14. TC January 14, 2012 at 4:01 pm #

    I wanted to come in and respond to Mohammed’s comments and the two video clips he’s posted.
    Firstly, the clips….The title is “If this is England, where are the English? It seems to show the cameraman walking along what seems to be a very vibrant street in London, perhaps Peckham or somewhere where there is a big black population. Lots of busy shops. Lots of British tax payers going about their daily life in a peaceful manner. The title seems to presume that to be English, you must also be white. Hmmm, far from being a “cultural” issue as you suggest, Mohammed, this is very clearly a point being made about skin colour and race.
    The second clip shows footage of very angry muslim extremists. Extremism in itself is going to cause trouble. Whether it’s the BNP or fundamental islamic beliefs, anything that spreads hate and fear about another group in society is just plain wrong!
    The blog talked about embracing diversity. Acknowledging that we are different and allowing that to be ok. We don’t all have to be the same. We can and should celebrate and respect our differences.

  15. greg wilson January 14, 2012 at 7:15 pm #

    Hi Mohammed: I agree that the final paragraph could be construed as idealistic, but I’m a positive person by nature and we’re not going to be able to address these issues from a stance of negativity and resignation. Without cultivating an atmosphere of mutual respect, all we’re left with is mutual mistrust and, worse still, mutual hatred, which benefits nobody.

    As I mentioned, regardless of our individual views, Britain is now very much a multicultural society – there’s no turning the clock back. As far as I can see it, it’s our responsibility to make things work for the sake of future generations, and this begins with the individual, and our own personal conscience.

    Enoch Powell’s speech in ’68 suggested voluntary repatriation as a solution to the ‘immigration problem’, but that never happened, and now we’re into 2nd, 3rd and 4th generation, so the call to ‘send them back to where they came from’, is a relic of a bygone age. The amount of immigrants that continue to come into the country is, as ever, a political decision, but once people have been admitted, and begin to raise families here, they become part of our overall society, and we either try to get along, or the whole negative cycle is perpetuated, with further bad blood on each side of the divide.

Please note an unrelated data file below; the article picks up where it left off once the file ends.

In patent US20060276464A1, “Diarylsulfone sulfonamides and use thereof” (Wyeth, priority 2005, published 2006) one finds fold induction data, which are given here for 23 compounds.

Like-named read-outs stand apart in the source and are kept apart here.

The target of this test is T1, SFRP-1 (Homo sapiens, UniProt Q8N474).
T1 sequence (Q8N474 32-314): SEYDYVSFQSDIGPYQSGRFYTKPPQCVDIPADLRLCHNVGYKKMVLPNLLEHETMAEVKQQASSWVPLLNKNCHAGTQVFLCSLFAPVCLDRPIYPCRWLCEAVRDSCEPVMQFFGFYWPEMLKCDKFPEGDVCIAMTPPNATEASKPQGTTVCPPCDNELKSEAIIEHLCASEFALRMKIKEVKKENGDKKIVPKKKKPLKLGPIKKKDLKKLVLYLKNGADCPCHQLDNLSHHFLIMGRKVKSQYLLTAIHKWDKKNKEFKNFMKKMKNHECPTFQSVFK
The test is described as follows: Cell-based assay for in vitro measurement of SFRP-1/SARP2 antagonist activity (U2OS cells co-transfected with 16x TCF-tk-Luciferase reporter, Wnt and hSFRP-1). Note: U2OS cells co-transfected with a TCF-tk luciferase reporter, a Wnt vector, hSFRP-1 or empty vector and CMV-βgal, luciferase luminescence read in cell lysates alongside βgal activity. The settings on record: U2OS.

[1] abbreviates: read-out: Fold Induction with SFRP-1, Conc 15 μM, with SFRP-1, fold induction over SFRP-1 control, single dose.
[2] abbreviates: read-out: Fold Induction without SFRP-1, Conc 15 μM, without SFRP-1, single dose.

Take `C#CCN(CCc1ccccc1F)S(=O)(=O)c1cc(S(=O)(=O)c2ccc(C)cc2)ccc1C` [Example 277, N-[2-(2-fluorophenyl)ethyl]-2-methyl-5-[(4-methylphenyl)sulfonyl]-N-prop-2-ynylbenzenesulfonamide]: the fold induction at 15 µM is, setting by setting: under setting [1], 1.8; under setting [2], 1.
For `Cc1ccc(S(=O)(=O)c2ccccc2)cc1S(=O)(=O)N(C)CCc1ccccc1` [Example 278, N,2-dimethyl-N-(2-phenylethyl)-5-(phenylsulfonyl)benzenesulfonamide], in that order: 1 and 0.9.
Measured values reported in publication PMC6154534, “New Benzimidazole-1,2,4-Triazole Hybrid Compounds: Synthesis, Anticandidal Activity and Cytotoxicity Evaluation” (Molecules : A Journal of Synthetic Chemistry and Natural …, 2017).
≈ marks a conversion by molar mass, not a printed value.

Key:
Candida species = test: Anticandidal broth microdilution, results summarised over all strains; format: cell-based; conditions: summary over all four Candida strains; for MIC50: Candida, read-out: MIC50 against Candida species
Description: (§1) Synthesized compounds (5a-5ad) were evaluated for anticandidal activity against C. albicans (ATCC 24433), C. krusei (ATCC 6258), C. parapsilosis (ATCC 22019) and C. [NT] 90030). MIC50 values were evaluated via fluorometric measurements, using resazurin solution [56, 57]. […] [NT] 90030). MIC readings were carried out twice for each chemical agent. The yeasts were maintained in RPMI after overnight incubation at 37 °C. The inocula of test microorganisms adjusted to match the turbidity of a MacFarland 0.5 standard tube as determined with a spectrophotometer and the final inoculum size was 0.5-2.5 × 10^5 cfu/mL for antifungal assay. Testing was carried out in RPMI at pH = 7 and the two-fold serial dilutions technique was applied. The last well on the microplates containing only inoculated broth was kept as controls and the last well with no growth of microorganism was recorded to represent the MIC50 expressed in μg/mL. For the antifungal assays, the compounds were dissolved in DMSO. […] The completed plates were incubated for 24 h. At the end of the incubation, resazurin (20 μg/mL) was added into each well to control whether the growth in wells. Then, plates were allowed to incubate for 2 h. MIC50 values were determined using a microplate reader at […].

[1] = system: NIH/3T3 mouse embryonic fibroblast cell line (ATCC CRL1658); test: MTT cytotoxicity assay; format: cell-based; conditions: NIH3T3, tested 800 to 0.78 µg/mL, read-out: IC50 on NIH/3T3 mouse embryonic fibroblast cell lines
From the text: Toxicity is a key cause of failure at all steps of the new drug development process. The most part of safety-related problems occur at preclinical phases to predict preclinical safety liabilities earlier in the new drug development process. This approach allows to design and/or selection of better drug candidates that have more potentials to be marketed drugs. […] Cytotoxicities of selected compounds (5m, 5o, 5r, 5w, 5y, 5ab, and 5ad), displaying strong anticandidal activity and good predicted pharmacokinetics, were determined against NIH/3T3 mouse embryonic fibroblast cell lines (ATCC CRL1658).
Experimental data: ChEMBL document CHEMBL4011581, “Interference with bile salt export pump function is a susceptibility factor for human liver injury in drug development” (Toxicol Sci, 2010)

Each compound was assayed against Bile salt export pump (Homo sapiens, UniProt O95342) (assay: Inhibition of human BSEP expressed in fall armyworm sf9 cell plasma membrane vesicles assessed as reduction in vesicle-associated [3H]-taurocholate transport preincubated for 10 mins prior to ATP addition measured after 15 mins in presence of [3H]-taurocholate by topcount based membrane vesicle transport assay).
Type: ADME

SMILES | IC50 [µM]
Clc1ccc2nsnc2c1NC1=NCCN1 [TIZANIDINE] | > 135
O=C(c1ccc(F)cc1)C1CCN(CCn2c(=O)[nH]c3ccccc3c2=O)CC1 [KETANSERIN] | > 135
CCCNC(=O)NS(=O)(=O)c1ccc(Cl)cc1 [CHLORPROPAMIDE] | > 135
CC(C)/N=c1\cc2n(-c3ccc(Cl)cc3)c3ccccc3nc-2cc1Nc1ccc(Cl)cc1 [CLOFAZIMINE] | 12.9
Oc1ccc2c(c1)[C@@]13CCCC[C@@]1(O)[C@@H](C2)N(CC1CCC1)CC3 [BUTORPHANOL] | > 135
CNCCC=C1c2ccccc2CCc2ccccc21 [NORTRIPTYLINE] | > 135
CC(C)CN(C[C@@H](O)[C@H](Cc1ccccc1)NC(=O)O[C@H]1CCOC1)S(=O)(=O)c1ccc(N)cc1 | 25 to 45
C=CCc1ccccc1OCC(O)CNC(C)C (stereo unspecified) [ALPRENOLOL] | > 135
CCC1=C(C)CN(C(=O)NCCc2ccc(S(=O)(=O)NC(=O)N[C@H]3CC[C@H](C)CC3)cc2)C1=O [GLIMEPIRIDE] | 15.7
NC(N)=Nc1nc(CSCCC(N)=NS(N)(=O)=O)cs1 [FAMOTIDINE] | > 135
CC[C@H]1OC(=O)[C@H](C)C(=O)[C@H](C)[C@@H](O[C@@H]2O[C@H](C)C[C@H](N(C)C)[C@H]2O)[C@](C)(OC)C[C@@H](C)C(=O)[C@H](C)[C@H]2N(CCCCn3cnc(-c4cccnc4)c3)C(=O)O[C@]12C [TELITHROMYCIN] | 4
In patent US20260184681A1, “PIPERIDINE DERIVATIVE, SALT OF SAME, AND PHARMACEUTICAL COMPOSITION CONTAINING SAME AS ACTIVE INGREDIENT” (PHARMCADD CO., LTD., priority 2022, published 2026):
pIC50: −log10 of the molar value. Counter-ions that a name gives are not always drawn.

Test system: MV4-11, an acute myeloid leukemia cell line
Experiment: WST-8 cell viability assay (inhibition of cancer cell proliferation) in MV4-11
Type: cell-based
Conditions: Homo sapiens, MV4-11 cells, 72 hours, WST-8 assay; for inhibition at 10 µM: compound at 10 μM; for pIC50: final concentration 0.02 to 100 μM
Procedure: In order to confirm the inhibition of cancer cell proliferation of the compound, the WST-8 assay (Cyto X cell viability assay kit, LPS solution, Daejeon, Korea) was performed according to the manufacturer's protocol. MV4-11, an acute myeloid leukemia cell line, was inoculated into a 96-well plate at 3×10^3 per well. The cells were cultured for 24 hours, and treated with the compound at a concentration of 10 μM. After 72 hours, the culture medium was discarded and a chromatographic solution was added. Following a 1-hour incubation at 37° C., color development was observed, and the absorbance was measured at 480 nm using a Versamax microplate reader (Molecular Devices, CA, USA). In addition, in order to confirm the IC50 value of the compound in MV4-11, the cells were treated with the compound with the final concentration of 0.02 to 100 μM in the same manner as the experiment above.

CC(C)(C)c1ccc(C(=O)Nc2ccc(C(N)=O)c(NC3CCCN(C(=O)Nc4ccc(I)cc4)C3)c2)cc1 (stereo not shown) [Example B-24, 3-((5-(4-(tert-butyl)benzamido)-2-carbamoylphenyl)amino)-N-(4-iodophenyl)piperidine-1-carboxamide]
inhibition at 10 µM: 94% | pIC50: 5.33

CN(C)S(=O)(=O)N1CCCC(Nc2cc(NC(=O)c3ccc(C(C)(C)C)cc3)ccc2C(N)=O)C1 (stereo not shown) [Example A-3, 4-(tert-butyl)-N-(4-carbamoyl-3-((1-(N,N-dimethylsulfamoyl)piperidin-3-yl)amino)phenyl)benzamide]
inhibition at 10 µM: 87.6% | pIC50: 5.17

Religion has, and always will, cause divisions. Even worshiping the same God doesn’t solve this – just look at the history of conflict between Catholic and Protestant, Shiite and Sunni. You can only hope that the moderate voices aren’t drowned out, for it’s the extremists that always shout loudest.

    I’m not sure that culture can be defined purely in terms of geographical location these days – the fact that we’re discussing this on the internet, and that people from all over the world can comment, illustrates a different type of community that’s emerged in recent years, and culture grows out of community. Where you live and how you interact with the people around you is, of course, always important, but the internet allows people to access a full spectrum of ideas and come to their own opinions in a way that wasn’t possible previously. For example, with music, it’s not long ago that a city like Sheffield, Manchester or Liverpool could evolve its own distinct sound. Nowadays that just wouldn’t happen, with files shared online and YouTube clips uploaded for all to see and hear. The saying ‘it’s not where you’re from its where you’re at’ rings increasingly true in this day and age.

    I’m under no illusion that this is a hugely complex issue with major challenges – given the fractious history of race relations in this country since the Second World War, I’m not naive enough to suggest otherwise. I’m sure that in the late 1800’s / early 1900’s, when there was mass immigration into New York and other American cities from all over Europe, followed by the ‘Great Migration’ of black people from the South to the North, many believed that these various separate groupings would never find common ground, but, despite all the problems, the US went on to thrive and prosper as the 20th Century unfolded, both financially and culturally – it’s diversity key to this.

    There’s bound to be friction when cultures collide, but sometimes this is necessary to shake things up and awaken people from their complacency. The results can either be productive or destructive, so my personal hope is that the pendulum will swing to the productive side, with those pushing the more extremist agendas marginalised. Society will never get rid of bigotry, nor should it, as all are entitled to their views and opinions whether we personally agree with them or not – a world where everyone thinks exactly the same has the sinister ring of Big Brother about it (the Orwell book rather than the TV show). However, when these views incite violence and hatred, the argument is lost.

    What goes around comes around, and the immigration issues in Britain have always related to its foreign policy, especially in the time of the Empire, when it saw no problem in exporting its culture around the world, and enforcing it upon those of different cultural heritage (under the banner of ‘they’re not as civilised as we are’). It’s Britain’s karma to deal with what was created by its former actions. To quote another of Anderson’s lines (this time from the track ‘That’s My Nigger’), these are nine simple words that speak volumes about this whole situation and its historical context – ‘If you weren’t over there I wouldn’t be here’.

  16. Jonathan Moore January 16, 2012 at 1:45 pm #

    Timely posting Greg.

    A few years back I was involved in a TV season put together by the BBC called “The White Season”